Last Updated: Friday, 17 November 2017, 15:16 GMT

Sudan: Elevation to OPCW's governing body a slap in the face for victims of chemical attacks

Publisher Amnesty International
Publication Date 17 March 2017
Cite as Amnesty International, Sudan: Elevation to OPCW's governing body a slap in the face for victims of chemical attacks, 17 March 2017, available at: http://www.refworld.org/docid/58cfb0164.html [accessed 19 November 2017]
DisclaimerThis is not a UNHCR publication. UNHCR is not responsible for, nor does it necessarily endorse, its content. Any views expressed are solely those of the author or publisher and do not necessarily reflect those of UNHCR, the United Nations or its Member States.

Sudan's appointment to the vice-chairmanship of the Executive Council of the Organization for the Prohibition of Chemical Weapons (OPCW) despite credible evidence that it used chemical agents against the population in the Jebel Mara region of Darfur is a slap in the face for victims, said Amnesty International today.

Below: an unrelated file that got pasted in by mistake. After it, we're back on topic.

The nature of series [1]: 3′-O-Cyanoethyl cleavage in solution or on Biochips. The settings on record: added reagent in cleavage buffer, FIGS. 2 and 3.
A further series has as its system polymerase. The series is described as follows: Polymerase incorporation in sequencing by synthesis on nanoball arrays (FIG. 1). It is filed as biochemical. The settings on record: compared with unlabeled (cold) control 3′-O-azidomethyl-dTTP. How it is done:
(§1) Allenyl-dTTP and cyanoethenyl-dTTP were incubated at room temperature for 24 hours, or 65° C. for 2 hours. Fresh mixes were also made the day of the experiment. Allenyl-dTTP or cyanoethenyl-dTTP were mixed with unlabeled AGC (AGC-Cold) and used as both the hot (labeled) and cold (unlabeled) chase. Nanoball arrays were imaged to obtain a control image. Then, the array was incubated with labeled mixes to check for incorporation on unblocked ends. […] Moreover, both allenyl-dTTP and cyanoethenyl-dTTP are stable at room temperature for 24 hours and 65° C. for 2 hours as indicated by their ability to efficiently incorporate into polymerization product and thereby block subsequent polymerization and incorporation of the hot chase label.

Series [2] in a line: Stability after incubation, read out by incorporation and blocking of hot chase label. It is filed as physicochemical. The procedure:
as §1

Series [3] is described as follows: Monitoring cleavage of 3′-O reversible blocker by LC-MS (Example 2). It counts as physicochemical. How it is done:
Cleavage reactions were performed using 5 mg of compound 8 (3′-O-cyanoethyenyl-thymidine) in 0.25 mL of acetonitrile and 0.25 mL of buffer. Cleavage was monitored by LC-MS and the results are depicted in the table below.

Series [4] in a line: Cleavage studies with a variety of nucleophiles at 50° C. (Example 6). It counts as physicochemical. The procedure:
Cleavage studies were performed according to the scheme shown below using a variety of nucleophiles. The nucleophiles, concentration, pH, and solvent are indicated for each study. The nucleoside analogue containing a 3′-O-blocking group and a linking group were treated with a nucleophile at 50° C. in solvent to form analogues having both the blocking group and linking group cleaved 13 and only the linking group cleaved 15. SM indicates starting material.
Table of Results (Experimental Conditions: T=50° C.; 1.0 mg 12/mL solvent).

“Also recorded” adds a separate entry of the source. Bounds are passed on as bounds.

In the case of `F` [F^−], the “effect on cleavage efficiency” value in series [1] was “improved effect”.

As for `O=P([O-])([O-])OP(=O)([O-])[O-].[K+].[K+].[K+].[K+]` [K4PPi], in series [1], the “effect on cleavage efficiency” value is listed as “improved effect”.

"It is a total disgrace that a government accused of using chemical weapons is now at the centre of the organization set up to prevent such attacks," said Michelle Kagari, Amnesty International's Deputy Regional Director for East Africa, the Horn and the Great Lakes.

"Instead of being investigated for its alleged flagrant violation of the chemical weapons ban, Sudan has been rewarded with a seat at the high table. This is not only disappointing to victims, but also amounts to a conflict of interest since the suspect is now the sheriff."

Sudan's ambassador to the OPCW, Rahma Salih Elobied, was picked as one of four vice-chairs of the chemical weapons watchdog's Executive Council at its four-day meeting in The Hague last week, after having been nominated by the organization's African member states.

Amnesty International in a report published in September 2016 revealed shocking evidence of the repeated use of what are believed to be chemical weapons against civilians in the Jebel Marra region of Darfur from January to August 2016.

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